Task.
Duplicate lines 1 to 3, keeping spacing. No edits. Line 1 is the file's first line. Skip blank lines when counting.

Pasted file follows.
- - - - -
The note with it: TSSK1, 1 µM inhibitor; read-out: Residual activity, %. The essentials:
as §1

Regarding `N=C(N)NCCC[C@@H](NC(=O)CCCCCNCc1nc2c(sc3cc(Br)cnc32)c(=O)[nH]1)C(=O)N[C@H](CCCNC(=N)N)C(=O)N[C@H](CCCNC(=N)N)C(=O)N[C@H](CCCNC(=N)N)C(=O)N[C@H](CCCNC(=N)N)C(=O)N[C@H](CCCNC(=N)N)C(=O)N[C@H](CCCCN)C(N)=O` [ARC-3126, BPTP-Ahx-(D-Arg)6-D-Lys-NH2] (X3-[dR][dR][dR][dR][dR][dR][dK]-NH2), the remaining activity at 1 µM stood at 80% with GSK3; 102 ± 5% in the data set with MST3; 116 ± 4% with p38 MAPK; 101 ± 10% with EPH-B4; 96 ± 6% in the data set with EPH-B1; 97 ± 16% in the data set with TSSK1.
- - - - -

The note with it: TSSK1, 1 µM inhibitor; read-out: Residual activity, %. The essentials:
as §1

Regarding `N=C(N)NCCC[C@@H](NC(=O)CCCCCNCc1nc2c(sc3cc(Br)cnc32)c(=O)[nH]1)C(=O)N[C@H](CCCNC(=N)N)C(=O)N[C@H](CCCNC(=N)N)C(=O)N[C@H](CCCNC(=N)N)C(=O)N[C@H](CCCNC(=N)N)C(=O)N[C@H](CCCNC(=N)N)C(=O)N[C@H](CCCCN)C(N)=O` [ARC-3126, BPTP-Ahx-(D-Arg)6-D-Lys-NH2] (X3-[dR][dR][dR][dR][dR][dR][dK]-NH2), the remaining activity at 1 µM stood at 80% with GSK3; 102 ± 5% in the data set with MST3; 116 ± 4% with p38 MAPK; 101 ± 10% with EPH-B4; 96 ± 6% in the data set with EPH-B1; 97 ± 16% in the data set with TSSK1.